Interviews

Behind the Band: A Chat with Parachute’s ex-Tour Manager, Chris Jones

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Behind every successful music group is a Tour Manager, the unsung hero who ensures that life from concert venue to venue doesn’t become a traveling circus.  Before joining beer giant ABInbev, where he is currently the Global Marketing Director for Corona, Chris Jones spent two years globetrotting as Tour Manager for Parachute, a pop rock outfit from Charlottesville, Virginia whose albums have thrice reached the Top 10 on the Billboard U.S. Digital chart.  We sat down with Chris to chat about life on the road, roaming New Orleans with Kelly Clarkson, crazy fan encounters and more.

Trebel Music:  Your story with Parachute begins with your college days at the University of Virginia.  Take us from your time there to how you became a tour manager for the band.

Chris Jones:  While at UVA I was active in the Charlottesville music scene and played in several bands, most of which were part of the alternative and indie communities.  It was a relatively small scene, as most of Charlottesville at the time revolved around college rock and jam band stuff, so everyone knew each other.  Through that experience, I made several friends and it happened that when I was looking to transition jobs a few years out of undergrad, one of my buds was looking to leave his job as Parachute’s tour manager.  I had been working for a healthcare consultancy in D.C. and reached the point where I was uninspired and eager to dive back into a world I was passionate about.  Parachute had just released their first full length and was garnering a lot of attention with their single “She Is Love,” which was receiving national exposure through a Nivea ad campaign.  When I met the team, they told me they had just been confirmed for the Kelly Clarkson arena tour.  With all that momentum and as a fan of their music, I jumped on board.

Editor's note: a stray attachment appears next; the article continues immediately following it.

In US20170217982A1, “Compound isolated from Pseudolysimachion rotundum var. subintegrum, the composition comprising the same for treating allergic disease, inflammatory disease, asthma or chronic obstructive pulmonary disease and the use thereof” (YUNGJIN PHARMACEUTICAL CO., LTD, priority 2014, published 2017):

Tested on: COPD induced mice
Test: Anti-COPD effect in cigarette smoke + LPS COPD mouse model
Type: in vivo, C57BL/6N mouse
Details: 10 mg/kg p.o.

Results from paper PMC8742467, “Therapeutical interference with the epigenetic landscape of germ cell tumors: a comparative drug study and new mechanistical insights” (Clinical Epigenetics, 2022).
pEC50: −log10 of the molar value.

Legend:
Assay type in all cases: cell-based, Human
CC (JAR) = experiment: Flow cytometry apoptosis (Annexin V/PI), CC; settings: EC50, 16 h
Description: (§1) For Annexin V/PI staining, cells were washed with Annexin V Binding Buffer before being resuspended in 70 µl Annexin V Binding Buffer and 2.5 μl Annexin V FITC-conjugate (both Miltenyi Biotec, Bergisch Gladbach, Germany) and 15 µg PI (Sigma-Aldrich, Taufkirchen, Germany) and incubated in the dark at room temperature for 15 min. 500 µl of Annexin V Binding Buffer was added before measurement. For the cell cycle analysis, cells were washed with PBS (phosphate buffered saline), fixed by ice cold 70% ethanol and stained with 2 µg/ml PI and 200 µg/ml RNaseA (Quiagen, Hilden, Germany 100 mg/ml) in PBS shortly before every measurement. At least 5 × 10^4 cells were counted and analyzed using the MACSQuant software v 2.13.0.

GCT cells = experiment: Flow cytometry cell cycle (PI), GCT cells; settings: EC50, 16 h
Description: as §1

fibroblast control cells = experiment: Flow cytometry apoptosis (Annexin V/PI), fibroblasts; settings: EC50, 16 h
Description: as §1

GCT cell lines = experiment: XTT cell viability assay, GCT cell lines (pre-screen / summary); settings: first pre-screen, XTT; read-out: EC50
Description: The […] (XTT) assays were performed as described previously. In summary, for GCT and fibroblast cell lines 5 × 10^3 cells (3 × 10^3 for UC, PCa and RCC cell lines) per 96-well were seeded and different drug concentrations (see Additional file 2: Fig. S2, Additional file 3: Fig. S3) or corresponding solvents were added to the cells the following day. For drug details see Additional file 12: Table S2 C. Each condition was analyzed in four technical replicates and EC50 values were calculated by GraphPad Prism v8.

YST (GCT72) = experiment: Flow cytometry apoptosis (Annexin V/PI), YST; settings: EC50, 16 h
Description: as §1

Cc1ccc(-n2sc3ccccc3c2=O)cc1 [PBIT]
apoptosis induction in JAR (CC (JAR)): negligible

What does it really mean to be a tour manager?  Walk us through a typical day on the road.